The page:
The problem: Nothing but brass hooks to position and suspend cable hung pendant lights.
The solution: A hand crafted, hand cast, truly minimal form, designed for the job!
For years, Melbourne interior designer Dominique Hunter was frustrated with the makeshift method in which cable hung pendant lights were positioned and secured. The common solution at the time – a brass hook – was not appropriate for many of the great lights she used in her interiors.
So she enlisted the help of her partner Antony Richards to create an elegant and natural way to hang pendant lights in her projects. While managing their business Hunter & Richards, Antony used his spare time and background in jewellery design to carefully hand craft a hook that could position and suspend cable hung ceiling lights with no knot, clamp, bolt, screw or clip.
“We wanted a solution that would not stand out as a feature, one that would let the cable hang naturally” says Dominique. A decision made early in the project was to have the cable lock itself down. This lead to a form that was beautiful in itself, but when wrapped with the electrical cable it took a step back and let the design of the light fitting do its job, letting (pardon the pun) the light shine!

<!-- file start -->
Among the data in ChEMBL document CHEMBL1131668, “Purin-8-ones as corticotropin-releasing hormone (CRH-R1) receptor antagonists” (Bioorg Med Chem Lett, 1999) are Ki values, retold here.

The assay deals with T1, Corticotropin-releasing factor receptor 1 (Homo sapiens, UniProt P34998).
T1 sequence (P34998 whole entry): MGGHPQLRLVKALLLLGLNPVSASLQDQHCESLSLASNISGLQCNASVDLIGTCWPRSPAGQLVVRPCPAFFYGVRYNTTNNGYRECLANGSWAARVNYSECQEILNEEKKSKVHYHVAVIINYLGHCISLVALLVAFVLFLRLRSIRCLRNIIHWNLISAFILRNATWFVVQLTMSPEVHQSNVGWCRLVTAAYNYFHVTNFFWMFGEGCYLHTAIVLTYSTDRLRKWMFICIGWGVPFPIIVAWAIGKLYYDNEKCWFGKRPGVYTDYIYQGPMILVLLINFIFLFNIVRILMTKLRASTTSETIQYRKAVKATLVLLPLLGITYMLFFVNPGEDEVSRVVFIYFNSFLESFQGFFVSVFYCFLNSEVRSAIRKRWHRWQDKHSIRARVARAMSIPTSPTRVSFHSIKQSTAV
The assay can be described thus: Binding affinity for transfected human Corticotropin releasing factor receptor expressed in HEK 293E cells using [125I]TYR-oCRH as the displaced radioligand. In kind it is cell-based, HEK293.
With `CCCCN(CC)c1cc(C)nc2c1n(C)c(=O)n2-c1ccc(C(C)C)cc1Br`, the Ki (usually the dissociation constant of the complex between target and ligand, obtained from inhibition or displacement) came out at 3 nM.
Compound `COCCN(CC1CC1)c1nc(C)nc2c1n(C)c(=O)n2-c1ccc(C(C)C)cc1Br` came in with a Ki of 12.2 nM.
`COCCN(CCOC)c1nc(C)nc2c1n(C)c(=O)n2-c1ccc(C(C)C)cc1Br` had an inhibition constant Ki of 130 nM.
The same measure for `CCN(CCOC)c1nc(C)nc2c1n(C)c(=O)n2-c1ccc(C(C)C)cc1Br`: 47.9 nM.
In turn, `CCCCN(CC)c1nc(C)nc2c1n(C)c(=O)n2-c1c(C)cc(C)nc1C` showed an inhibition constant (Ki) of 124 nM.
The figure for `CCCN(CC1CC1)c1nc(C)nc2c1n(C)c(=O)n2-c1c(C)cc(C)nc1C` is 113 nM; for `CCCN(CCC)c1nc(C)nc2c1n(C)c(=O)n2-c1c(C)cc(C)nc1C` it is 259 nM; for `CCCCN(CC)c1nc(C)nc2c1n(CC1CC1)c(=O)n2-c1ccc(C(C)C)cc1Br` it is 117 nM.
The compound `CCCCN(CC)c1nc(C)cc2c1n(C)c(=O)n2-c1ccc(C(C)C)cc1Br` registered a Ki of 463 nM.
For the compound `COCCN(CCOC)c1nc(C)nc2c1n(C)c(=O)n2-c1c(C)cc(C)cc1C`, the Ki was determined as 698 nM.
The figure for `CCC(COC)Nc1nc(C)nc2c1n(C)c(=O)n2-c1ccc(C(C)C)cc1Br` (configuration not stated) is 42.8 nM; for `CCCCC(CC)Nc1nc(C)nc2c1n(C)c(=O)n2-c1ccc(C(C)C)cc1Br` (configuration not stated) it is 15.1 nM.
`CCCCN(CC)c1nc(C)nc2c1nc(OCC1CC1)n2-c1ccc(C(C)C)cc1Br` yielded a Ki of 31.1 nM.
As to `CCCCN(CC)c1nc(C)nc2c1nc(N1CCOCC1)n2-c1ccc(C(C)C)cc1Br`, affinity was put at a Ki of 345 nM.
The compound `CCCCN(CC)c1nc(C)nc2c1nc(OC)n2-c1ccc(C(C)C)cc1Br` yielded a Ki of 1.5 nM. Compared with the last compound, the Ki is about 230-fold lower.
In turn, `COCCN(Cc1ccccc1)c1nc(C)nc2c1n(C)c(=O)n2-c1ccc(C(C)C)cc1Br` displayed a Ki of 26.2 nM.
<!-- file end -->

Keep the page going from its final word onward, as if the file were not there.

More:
“There are so many cool light fittings around, and just because you’re not spending a lot on one doesn’t mean you have to compromise on the minor details of an interior project by using a cheap hook from the hardware store. We wanted something that was designed for this purpose alone, and be a solution that would suit any pendant no matter the budget or style of interior,” Dominique adds.
After some workshop experimentation, a prototype was born. A small run of cast reproductions allowed Antony and Dominique to test the design on one of their interior projects. They were very happy with the result, and decided to develop the product further.
Antony turned to the internet to raise funds and gauge people’s interest. The popularity of crowd funding made Kickstarter an obvious choice, with its ability to spread the word quickly and keep people updated on the status of the project proving to be a powerful tool in the birth of a new product.
Antony said: “The Kickstarter campaign was a great way to get people in on our story and to have them join our journey as a small, independent design practice doing good design work and getting their first product out to market. It’s also a great way for people to be first with a new product or to grab a bargain, as the ideas featured are usually priced a lot lower than existing products and established brands.”
The campaign was successful, raising $15,467 or 309% of the funding goal. This allowed the pair to complete the development of the Little Bishop and then move ahead with production. Next month will see the first batch of Little Bishop Pendant Light Hooks delivered to expectant Kickstarter backers, as well as buyers who’ve purchased from the online store.